Ok, so the girl shoes and Italy have absolutely nothing to do with one another. I'm going to insert some of the travel blog now from Italy and get back to the shoes later.
Thursday, March 20:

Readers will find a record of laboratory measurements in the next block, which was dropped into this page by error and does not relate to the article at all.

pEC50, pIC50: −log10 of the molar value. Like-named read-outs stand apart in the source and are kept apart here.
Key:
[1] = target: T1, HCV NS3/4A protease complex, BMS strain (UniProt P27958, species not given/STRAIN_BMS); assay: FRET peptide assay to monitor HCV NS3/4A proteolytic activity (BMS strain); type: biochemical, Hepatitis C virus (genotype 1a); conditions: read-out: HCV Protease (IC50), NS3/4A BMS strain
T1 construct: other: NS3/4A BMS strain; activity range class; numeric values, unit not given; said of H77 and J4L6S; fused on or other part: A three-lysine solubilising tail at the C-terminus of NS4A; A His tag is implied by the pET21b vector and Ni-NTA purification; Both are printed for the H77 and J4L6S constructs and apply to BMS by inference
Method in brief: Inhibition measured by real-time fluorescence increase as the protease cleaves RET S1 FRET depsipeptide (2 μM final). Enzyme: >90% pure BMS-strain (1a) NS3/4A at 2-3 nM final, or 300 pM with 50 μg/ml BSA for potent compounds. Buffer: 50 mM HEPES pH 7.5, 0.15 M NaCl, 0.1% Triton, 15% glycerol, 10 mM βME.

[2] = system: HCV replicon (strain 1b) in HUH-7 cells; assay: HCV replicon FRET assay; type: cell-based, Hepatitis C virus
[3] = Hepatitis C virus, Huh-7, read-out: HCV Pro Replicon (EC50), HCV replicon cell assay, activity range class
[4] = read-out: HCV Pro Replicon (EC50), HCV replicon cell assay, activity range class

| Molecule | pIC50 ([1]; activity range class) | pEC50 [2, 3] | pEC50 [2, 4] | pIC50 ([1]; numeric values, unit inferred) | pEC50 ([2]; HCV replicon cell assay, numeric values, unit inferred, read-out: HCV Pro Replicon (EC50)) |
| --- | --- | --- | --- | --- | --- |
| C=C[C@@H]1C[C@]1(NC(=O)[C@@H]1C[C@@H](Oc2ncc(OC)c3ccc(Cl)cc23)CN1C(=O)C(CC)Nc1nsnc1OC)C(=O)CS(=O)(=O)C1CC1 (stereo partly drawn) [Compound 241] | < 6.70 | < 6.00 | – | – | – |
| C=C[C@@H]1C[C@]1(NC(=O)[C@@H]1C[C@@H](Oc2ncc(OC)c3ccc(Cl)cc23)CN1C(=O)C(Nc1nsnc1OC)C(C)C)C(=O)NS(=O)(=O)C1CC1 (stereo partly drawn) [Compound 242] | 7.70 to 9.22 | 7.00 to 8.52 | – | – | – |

We all managed to get a fair night of sleep and had a box breakfast in the morning. The train arrived around 9:30am at Roma Termini. There were quite a few homeless people around and Steph was a bit disturbed by that. It was also a bit of a culture shock for her, as she was suddenly in the same position we’d been in since Frankfurt – unable to understand the language. We headed off to find our Corona Hotel. It was just about 6 blocks and we found it with no problem. We left our luggage and headed out to explore. We went to St. Maria Maggiore church (where the tomb of the artist Bernini is located) and then headed to Trevi Fountain. We ate lunch and had pizza at a little restaurant near there (Ristorante La Fontana) and then had our first taste of gelato. We checked into the hotel. The room at Corona is adequate and clean but a sure step down from our Berlin accommodations. We all had a nap and then headed to the American church Santa Susanna for Holy Thursday Mass. Steph scanned the “Time Out Rome” book and we were off to find a place for dinner. Upon much poor-lighted consideration, Steph narrowed down the choice to a restaurant that was relatively nearby, boasting that one could “eat like a horse and drink like a fish” on a reasonable budget. A 15 minute hike later we arrived at Osteria del Rione. We were greeted by Bruno himself (much touted in the guide book) and soon we were seated in the almost-empty restaurant. This isn’t saying much, as there were only places for 30 people, max. Upon hearing our wine request, a carafe of red wine (that even Sandy liked!) was brought to the table…and then the courses started to roll in. First came Bruschette, (toasted French bread topped with raw tomato chunks), next French bread with a VERY strong and soft cheese, then a plate of grilled eggplant, tomatoes with parmesan, wine-soaked cooked black olives, an odd sort of bread with cheese and zucchini, and cannelloni beans in a red sauce that were absolutely delicious. It was at this point we realized we very well may be in over our heads…we had no idea! Next they brought out a large dish of deep-fried mini-meatballs, and deep-fried potato dumplings with apple in the middle. By this point we were glad to see that other late (early for Europe) diners were arriving – it meant our dishes didn’t arrive at such a speedy interval and we had extra time to digest. Then came the onslaught of pasta! First there was a thick, long-tubed pasta with a light white sauce and parmesan, next came a penne coated in fresh pesto (amazing!) and finally, the “ear” pasta, as Bruno called it. It was small, thicker, bowl-shaped pasta in a light red sauce (reminiscent of Chef Boyardee, as Dave classily noted). We now knew we were in it for the long haul and didn’t manage to finish the three hefty servings dished. Steph remarked it would have been a convenient time (for once) to have 3 teenage boys around – although there’re only 2 now, technically. Barely had we finished when we were attacked with a dish containing deep-fried (it’s a theme…) dumplings with broccoli, a little dumpling stuffed with eggplant and 6 regular sized meatballs – that were, for the record, not as good as Dave’s mother’s. Unfortunately, Bruno also brought out the plate of tripe – which only Dave was brave (and unfortunate enough) to try. He said it reminded him of calamari – but with a much stronger and unpleasant taste to go with the characteristic rubbery-ness. Finally, we were given a choice of dessert (Steph and Sandy chose the Tiramisu, while Dave went for the “Chocolate Cake”) and grappa. At this point, Dave realized that he’d had more wine than he’d intended and ended up shaking down an orange for Steph on the way home. However, back to dessert! Dave’s was like a glorified brownie, and Bruno actually ended up bringing a whole other plate for us all to share. It probably had something to do with the fact that Sandy requested his autograph in the book and he was so tickled pink he showed it to some regulars. We concluded the night by getting pictures with him and waddled our way back to the hotel (along streets lined with orange and lemon trees). We booked a full 18,166 steps, or a full 6 miles today!